Minister Taylor's 'Grassgate' scandal, where he got the now Treasurer to set up a meeting about the environment issue that affected value of his land, is a good example of why an independent watchdog is needed. There's no point in having a toothless watchdog. If you want to see what's happened when watchdogs go wrong, just take a look at the interim inspector-general of the Murray-Darling Basin—I'm talking about the position, not the holder of it. That position was announced on 1 August last year with much fanfare: 'We're going to create an inspector-general position. It'll be interim at first, but we'll rapidly get together some legislation to give it a statutory basis and proper powers so it can do its job to be a good strong watchdog with teeth. The states are all going to sign up to it, and it's all going to be great.' And here we are a year later, and there's still no statutory basis—in fact it's more than a year later—it's still an interim position with no statutory powers and, from all reports, it's not necessarily getting willing compliance from the states. That's not the fault of the incumbent in the position; it's the fault of the government that created the position and then did not properly empower it. It's a good example as well of government talking a big game on integrity and failing on it, because when they announced the position they said it would be able to refer matters to the Commonwealth integrity commission, a body that still does not exist. The government, in dealing with these standards, should indicate how it intends to secure the states' and territories' willing compliance in relation to any proposed compliance or assurance measures that it puts around environmental standards more broadly.

I also want to make a point about resourcing. Given the government's track record of cutting 40 per cent of the environment department's funding, I expect that this parliament will probably want to understand how Australians could be confident that any reforms would be properly resourced, especially since the government has made clear that no additional support would be provided to the states and territories in the event devolution was to occur. It's a pretty big ask for them. 'You guys do all the work. We won't give you any extra money'—that's the position of the government at this stage. I think, after we've seen the 40 per cent funding cuts and the consequences of those, people would want to know how any compliance or assurance mechanisms or broader reforms would be financed into the future.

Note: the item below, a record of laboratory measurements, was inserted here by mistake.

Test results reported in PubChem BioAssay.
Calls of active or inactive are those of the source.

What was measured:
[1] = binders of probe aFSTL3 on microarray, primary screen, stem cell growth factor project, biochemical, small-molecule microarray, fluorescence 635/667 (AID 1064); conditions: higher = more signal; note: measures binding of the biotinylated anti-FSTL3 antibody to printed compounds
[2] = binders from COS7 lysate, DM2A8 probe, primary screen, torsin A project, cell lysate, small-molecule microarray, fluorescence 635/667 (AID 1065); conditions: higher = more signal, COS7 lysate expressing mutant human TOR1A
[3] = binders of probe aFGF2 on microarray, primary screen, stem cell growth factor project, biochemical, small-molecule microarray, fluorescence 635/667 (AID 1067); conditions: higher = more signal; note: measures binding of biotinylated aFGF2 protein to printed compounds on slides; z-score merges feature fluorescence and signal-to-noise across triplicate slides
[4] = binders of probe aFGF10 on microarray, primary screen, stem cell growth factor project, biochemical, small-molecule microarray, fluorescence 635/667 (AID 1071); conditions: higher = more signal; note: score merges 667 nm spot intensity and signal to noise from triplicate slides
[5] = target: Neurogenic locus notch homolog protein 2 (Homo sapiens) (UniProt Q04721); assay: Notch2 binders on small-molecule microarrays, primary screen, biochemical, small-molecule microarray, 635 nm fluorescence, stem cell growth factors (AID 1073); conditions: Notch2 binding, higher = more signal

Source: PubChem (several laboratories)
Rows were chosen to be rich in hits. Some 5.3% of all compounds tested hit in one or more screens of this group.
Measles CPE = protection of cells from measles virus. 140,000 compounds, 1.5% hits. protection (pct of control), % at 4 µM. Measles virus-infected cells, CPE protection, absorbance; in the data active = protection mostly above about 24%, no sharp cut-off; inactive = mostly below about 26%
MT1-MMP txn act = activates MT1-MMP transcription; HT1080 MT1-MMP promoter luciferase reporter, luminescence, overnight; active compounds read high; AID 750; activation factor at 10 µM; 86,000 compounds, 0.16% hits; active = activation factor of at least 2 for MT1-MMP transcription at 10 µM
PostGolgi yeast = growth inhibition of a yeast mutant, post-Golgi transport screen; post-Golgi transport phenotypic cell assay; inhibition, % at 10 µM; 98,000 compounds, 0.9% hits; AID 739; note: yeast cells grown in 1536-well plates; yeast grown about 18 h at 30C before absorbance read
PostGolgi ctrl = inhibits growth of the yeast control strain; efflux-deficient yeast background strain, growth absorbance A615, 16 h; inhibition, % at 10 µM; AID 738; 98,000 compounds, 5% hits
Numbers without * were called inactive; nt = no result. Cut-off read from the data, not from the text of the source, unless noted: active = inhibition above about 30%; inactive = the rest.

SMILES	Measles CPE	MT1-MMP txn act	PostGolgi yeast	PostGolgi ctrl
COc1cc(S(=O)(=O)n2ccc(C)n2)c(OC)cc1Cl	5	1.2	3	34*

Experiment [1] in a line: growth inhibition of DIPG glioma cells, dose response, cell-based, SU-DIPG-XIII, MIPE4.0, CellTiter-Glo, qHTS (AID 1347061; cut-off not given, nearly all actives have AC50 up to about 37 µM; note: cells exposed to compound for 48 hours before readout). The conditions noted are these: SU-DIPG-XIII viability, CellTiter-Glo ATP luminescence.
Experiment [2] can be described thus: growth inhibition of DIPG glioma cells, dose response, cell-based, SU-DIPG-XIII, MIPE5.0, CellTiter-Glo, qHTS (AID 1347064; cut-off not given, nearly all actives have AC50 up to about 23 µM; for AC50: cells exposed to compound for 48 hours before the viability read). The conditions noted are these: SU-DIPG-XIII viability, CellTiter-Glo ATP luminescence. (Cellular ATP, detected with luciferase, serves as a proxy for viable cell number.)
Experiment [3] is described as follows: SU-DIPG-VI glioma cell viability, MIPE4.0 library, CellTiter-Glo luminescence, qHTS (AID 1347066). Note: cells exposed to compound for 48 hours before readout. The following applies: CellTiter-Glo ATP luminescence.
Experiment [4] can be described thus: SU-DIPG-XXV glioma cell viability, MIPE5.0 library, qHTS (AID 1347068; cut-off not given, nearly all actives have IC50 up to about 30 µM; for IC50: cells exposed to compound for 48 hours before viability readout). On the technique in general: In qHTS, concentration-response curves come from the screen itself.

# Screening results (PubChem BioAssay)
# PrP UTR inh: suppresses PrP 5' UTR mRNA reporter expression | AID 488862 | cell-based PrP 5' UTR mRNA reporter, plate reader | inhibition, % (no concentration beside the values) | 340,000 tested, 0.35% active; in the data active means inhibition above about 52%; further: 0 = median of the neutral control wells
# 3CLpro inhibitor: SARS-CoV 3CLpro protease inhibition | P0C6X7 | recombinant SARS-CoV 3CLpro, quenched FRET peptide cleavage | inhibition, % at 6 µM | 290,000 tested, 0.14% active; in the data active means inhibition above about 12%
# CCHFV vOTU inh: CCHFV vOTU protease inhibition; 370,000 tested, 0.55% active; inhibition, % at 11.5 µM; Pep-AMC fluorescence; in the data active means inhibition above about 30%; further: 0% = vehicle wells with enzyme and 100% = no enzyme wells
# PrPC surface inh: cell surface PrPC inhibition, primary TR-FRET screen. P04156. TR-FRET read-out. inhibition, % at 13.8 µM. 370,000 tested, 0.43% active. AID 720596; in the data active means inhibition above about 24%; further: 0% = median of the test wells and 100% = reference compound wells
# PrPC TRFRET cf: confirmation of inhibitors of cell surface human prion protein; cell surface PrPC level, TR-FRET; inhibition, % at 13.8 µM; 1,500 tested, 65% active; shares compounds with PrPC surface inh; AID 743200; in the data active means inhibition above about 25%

Also, as Australians, I think we want reassurance that the unnecessary delays—and I'm talking about the delays caused by cuts and incompetence—could be brought to an end. These remarks are not intended to provide the government with a blank cheque and nor are they intended to be a blueprint for reform or a statement of our future position. We're not in government, and it's up to the government to draft and propose any laws and supporting instruments. As I said, it's not a commitment to vote for future legislation sight unseen. All I'm committing to is nothing more and nothing less than a proper serious, good-faith consideration of anything that the government is willing to put forward that is also serious and consistent with the EPBC review.

I've consistently said since the interim report was released that we would give it proper and sober consideration without cherry-picking. That position stands in contrast, unfortunately, with the government's approach. So Labor will oppose the Morrison government's attempt to rehash former Prime Minister Abbott's failed 2014 environment bill which would harm Australia's natural environment and put jobs and investment at risk. This bill would see more major project delays, more investment uncertainty, more conflict, less trust in decisions and worse outcomes for our natural environment. There are no national environmental standards in this bill, and none have been published, despite them being the foundation and the centrepiece of Professor Graeme Samuel's proposed reforms. With no proposed standards, no independent cop on the beat and no additional funding for the states, despite the extra responsibility, it's just a bill designed for political conflict.

When presented with an opportunity to provide more certainty for jobs and investment in our environment, Scott Morrison chose conflict. If he was serious about securing broad support and durable reform, he would get rid of this bill, sit down at the table, stop breaking promises on national standards and actually work together with stakeholders and the community to deliver something with durability and certainty.